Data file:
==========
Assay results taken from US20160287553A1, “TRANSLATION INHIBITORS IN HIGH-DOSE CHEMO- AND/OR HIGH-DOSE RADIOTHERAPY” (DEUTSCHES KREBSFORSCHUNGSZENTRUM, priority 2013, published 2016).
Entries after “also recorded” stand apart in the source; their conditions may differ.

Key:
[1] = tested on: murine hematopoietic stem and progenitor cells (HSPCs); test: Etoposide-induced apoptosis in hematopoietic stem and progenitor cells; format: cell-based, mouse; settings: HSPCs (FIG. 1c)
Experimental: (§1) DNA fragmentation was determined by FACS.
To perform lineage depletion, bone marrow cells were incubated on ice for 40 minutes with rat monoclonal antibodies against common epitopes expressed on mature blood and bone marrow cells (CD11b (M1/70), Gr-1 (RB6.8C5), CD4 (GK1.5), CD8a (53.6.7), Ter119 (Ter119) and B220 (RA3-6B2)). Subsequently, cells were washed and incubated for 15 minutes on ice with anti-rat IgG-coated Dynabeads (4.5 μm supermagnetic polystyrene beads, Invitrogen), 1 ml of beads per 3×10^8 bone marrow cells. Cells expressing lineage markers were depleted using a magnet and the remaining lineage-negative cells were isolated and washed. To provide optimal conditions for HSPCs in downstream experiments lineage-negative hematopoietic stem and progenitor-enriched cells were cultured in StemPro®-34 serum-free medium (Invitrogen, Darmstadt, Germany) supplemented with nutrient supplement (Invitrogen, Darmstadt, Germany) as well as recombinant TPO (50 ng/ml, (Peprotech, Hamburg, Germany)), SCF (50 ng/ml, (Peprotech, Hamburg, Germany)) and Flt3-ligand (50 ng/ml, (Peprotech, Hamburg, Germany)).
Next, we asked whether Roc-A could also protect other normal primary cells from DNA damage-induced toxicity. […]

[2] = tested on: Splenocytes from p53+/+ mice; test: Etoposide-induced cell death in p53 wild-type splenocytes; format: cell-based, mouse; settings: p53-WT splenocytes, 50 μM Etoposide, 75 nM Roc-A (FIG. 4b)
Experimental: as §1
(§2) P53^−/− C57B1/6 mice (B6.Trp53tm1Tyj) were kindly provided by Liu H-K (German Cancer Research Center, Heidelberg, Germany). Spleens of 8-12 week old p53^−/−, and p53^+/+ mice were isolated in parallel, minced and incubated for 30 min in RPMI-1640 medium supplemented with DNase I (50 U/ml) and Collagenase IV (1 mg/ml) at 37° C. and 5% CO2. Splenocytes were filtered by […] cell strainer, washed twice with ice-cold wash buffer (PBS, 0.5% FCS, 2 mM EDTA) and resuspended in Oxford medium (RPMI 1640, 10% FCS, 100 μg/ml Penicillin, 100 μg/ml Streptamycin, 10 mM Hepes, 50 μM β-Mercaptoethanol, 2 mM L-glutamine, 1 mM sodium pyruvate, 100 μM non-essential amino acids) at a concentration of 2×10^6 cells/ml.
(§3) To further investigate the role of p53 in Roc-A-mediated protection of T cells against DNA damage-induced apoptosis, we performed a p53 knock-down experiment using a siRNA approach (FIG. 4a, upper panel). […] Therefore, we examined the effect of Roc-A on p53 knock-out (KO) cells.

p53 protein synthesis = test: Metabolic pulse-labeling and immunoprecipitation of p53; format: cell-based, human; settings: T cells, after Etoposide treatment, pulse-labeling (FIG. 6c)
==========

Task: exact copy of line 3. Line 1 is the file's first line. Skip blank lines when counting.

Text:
Key: